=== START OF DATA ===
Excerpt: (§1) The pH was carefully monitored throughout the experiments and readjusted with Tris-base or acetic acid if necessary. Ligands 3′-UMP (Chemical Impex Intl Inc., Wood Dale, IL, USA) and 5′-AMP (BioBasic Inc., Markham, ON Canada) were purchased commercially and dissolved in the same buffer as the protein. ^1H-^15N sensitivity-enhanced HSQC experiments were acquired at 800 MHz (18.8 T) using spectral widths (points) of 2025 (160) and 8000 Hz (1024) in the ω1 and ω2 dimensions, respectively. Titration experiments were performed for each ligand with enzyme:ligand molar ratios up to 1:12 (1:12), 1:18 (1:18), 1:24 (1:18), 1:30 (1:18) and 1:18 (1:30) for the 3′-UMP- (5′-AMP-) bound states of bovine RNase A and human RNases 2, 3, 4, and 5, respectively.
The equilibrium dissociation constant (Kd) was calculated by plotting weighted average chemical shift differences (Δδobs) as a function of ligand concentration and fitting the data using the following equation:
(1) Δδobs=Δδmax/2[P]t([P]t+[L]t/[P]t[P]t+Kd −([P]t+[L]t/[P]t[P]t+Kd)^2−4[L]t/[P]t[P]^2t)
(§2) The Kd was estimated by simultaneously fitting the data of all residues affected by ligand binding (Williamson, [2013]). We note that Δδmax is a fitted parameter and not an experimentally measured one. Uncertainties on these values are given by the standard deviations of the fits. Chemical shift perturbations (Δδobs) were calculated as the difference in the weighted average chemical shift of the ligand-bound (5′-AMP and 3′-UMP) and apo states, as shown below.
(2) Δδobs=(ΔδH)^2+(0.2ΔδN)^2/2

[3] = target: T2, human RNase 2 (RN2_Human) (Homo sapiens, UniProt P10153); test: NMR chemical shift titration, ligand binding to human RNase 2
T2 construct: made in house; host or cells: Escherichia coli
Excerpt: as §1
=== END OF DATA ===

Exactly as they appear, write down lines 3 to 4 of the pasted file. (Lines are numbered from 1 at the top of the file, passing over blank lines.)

(1) Δδobs=Δδmax/2[P]t([P]t+[L]t/[P]t[P]t+Kd −([P]t+[L]t/[P]t[P]t+Kd)^2−4[L]t/[P]t[P]^2t)
(§2) The Kd was estimated by simultaneously fitting the data of all residues affected by ligand binding (Williamson, [2013]). We note that Δδmax is a fitted parameter and not an experimentally measured one. Uncertainties on these values are given by the standard deviations of the fits. Chemical shift perturbations (Δδobs) were calculated as the difference in the weighted average chemical shift of the ligand-bound (5′-AMP and 3′-UMP) and apo states, as shown below.